Anti-tax activist Tim Eyman talks to reporters on Nov. 7 outside the office of Seattle Mayor Jenny Durkan in Seattle. (AP Photo/Ted S. Warren, file)

Anti-tax activist Tim Eyman talks to reporters on Nov. 7 outside the office of Seattle Mayor Jenny Durkan in Seattle. (AP Photo/Ted S. Warren, file)

Eyman’s next initiative is to become Washington’s governor

The renowned anti-tax crusader declared his candidacy but hasn’t said if he’ll run as a Republican.

OLYMPIA — Tim Eyman, renowned for his crusades against taxes with statewide initiatives and accused of illegally benefiting from some of them, wants to be the next governor.

Eyman declared Thursday he will challenge two-term Democratic Gov. Jay Inslee in 2020. It would be his first foray in electoral politics.

Not surprisingly his differences with the incumbent on tax policy will be a focal point.

“As your Governor, I will listen to and abide by the will of the people and only allow tax increases to become law with a 2/3 legislative vote or majority popular vote,” Eyman wrote in a campaign email Friday. “And there will NEVER be a carbon tax, income tax, or pay-per-mile tax as long as I’m in office.”

Eyman, 53, said Friday he has not decided if he will run as a Republican, the political party with which he’s long been associated. In 2004, he was chosen to be an alternate presidential delegate to the Republican National Convention.

We should find out Monday. That’s when he intends to register his campaign with the state Public Disclosure Commission. Because it is a partisan office, filers are expected to choose a political party. This will allow him to raise money. Candidates do not formally file until May.


He enters the race embroiled in a serious legal fight with state Attorney General Bob Ferguson.

In a suit filed in early 2017, the state accuses Eyman of secretly moving campaign funds between two initiatives in 2012 and receiving hundreds of thousands of dollars in kickbacks from one of the signature-gathering vendors. Eyman has denied doing anything wrong.

Ferguson is seeking more than $2 million in penalties and a prohibition on Eyman managing, controlling, negotiating or directing financial transactions of any kind for any political committee in the future. The trial is now set for July 2020.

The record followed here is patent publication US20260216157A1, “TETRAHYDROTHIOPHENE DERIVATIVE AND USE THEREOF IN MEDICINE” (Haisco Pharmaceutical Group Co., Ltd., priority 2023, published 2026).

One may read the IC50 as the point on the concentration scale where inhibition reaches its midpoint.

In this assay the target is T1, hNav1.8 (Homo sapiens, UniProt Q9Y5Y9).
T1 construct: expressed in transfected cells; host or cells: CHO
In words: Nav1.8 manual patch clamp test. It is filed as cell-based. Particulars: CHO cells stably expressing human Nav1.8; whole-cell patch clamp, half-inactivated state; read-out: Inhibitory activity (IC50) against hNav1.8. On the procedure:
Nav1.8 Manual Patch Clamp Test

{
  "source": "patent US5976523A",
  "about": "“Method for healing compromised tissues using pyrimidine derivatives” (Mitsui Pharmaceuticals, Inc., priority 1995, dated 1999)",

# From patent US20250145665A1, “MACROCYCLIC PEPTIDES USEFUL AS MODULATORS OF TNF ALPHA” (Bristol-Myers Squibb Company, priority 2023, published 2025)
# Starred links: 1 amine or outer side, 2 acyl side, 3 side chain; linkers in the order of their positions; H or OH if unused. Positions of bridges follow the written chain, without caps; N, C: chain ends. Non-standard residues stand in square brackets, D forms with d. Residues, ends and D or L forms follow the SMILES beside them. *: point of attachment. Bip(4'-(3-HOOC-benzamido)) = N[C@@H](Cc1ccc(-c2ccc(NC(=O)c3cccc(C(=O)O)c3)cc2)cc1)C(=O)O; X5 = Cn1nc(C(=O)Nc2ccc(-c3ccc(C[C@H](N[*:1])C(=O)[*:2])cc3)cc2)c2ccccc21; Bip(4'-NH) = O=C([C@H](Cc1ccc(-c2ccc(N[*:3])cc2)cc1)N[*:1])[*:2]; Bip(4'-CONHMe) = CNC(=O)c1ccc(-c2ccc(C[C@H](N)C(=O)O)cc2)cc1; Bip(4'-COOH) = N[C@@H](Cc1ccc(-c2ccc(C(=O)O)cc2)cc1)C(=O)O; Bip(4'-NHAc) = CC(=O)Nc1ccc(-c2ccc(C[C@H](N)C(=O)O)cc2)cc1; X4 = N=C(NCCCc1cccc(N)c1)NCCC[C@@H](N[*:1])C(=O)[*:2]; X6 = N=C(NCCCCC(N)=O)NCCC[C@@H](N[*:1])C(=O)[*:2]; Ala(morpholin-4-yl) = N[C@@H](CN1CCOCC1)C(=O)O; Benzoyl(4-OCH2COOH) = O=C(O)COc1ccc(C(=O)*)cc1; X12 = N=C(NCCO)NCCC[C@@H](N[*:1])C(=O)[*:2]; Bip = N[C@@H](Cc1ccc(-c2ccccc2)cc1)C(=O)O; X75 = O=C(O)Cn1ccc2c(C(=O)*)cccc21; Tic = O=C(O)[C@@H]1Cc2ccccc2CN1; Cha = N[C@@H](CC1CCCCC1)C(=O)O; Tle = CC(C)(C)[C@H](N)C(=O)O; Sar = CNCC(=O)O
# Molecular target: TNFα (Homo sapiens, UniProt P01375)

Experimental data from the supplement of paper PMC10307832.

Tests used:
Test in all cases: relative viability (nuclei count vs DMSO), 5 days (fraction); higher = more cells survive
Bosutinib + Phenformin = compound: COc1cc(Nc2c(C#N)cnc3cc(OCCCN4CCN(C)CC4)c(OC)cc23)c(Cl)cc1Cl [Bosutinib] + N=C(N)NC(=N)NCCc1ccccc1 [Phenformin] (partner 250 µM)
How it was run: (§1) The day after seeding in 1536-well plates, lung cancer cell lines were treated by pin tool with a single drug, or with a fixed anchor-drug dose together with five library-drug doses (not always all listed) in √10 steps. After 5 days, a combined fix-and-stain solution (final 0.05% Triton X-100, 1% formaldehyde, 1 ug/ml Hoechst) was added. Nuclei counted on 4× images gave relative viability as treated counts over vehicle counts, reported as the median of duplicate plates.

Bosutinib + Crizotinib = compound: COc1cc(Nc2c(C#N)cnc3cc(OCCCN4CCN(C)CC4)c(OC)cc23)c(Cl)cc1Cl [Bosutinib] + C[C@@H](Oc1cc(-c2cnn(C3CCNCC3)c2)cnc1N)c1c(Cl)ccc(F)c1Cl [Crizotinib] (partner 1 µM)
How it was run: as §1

Eyman, who lives in Bellevue, is a former Mukilteo resident. Last year, he filed for personal bankruptcy. He also revealed that he and his wife would be divorcing, citing the stress wrought by the legal fight that had taken its toll on their 25-year marriage. However, he is still registered to vote at the Mukilteo home where she and his children reside.

Also, earlier this year Eyman was investigated for theft of a chair from an Office Depot store in Lacey after a surveillance video captured him pushing it out the door. He reached a settlement to have the charges dismissed if he didn’t commit any crimes and stayed away from that store.

On Thursday, Eyman announced his political intentions while addressing the Sound Transit Board of Directors in Seattle. He was testifying ahead of the board’s conversation on how Sound Transit would respond to passage of Initiative 976, an Eyman-authored tax-cutting measure that is passing statewide.

However, it is losing within the boundaries of Sound Transit which covers parts of Snohomish, Pierce and King counties. It calls for eliminating the motor vehicle excise tax collected by Sound Transit and spent on expansion of light rail and bus rapid transit service. Leaders of Sound Transit on Thursday made clear they don’t think the initiative can force the excise tax to be reduced, inflaming Eyman.

“Voters outside Seattle overwhelmingly passed $30 tabs but our votes didn’t count,” he wrote on Facebook. “Voters in Pierce county repudiated these taxes, Snohomish county voters repudiated these taxes. But Seattle didn’t. I’m so sick of Seattle making all decisions. I want to be the Governor for everyone who’s sick and tired of this crap.”

An Inslee campaign spokeswoman said the governor had no comment on Eyman’s announcement.

Requests for comment from officials of the state Democratic and Republican parties went unanswered.

Andrew Villeneuve, founder and executive director of the Northwest Progressive Institute, is a sharp critic of the anti-tax measures Eyman pushes. He’s also a vigilant monitor of Eyman’s repeated transgressions of state election laws.

“It could be a joke. It may not be a joke. We don’t know,” he said. “There are some fishy things going on already with his fundraising. It’s like he doesn’t even bother reading the rule book.”

As of Friday, several people have said they are running for governor. Among them are four Republicans — state Sen. Phil Fortunato of Auburn; police chief Loren Culp of Republic; businessman Anton Sakharov, and Joshua Freed, a former mayor of Bothell.

Jerry Cornfield: 360-352-8623; jcornfield@herald net.com. Twitter: @dospueblos.

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